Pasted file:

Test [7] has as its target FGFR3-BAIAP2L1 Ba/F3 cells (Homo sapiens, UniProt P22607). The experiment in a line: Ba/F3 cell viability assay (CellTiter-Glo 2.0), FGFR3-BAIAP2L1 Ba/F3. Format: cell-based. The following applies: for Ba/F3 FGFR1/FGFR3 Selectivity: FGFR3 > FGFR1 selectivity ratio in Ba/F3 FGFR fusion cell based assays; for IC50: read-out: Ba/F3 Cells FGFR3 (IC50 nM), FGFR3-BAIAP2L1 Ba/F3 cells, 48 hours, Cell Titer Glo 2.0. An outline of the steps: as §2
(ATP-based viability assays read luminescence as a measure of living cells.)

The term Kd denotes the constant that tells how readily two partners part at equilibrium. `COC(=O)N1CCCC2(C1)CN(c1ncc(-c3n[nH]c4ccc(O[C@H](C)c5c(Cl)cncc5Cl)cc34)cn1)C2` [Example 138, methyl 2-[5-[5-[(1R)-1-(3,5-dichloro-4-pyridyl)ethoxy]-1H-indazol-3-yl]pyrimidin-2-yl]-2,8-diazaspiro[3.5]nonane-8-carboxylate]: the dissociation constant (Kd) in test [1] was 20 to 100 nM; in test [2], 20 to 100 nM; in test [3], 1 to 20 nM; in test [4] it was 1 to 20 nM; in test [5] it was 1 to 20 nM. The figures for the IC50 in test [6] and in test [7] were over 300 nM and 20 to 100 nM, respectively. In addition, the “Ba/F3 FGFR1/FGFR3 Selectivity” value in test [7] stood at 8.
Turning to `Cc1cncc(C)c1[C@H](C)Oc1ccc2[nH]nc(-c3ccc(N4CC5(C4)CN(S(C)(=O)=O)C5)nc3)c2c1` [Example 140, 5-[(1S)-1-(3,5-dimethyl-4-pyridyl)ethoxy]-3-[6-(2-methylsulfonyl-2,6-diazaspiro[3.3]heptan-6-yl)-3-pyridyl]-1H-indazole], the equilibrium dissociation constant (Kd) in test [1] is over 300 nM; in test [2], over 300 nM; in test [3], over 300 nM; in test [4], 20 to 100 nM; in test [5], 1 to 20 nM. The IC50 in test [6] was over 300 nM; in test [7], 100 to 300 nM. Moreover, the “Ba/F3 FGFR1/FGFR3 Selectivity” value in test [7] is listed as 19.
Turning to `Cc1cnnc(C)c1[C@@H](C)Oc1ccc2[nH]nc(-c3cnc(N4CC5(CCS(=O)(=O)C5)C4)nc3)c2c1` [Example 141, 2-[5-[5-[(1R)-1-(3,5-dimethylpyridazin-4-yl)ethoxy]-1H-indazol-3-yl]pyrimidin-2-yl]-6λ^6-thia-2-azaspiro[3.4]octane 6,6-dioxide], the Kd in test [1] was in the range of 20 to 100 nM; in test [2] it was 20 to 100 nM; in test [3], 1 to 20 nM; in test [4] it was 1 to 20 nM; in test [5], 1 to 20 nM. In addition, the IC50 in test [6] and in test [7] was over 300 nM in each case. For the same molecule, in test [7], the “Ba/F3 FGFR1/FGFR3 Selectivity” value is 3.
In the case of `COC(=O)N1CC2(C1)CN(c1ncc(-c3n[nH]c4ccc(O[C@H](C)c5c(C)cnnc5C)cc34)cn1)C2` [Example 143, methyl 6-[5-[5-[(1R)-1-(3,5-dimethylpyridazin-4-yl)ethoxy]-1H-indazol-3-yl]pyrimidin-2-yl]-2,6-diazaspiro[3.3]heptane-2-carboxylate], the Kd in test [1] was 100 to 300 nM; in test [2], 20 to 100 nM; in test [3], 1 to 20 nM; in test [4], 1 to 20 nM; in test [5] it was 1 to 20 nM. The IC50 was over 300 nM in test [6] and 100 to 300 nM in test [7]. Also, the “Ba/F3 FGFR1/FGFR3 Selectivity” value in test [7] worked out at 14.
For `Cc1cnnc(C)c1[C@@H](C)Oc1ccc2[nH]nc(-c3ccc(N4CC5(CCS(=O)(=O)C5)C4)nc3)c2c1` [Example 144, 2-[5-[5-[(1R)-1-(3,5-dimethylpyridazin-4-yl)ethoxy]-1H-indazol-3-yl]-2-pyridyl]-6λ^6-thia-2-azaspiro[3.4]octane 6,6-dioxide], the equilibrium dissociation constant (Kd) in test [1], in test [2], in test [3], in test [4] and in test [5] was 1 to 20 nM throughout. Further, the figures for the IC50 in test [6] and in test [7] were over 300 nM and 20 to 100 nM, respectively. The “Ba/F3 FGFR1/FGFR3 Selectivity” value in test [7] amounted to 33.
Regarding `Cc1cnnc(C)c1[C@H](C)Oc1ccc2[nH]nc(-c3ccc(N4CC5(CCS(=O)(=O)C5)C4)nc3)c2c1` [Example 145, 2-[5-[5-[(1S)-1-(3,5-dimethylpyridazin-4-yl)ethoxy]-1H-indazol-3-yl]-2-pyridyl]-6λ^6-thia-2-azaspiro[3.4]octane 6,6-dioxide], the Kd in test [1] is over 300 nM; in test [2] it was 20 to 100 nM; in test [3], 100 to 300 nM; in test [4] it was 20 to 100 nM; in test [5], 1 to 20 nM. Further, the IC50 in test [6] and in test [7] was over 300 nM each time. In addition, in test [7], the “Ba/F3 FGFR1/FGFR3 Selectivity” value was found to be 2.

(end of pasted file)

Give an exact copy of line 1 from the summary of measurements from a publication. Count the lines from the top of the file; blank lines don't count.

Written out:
Test [7] has as its target FGFR3-BAIAP2L1 Ba/F3 cells (Homo sapiens, UniProt P22607). The experiment in a line: Ba/F3 cell viability assay (CellTiter-Glo 2.0), FGFR3-BAIAP2L1 Ba/F3. Format: cell-based. The following applies: for Ba/F3 FGFR1/FGFR3 Selectivity: FGFR3 > FGFR1 selectivity ratio in Ba/F3 FGFR fusion cell based assays; for IC50: read-out: Ba/F3 Cells FGFR3 (IC50 nM), FGFR3-BAIAP2L1 Ba/F3 cells, 48 hours, Cell Titer Glo 2.0. An outline of the steps: as §2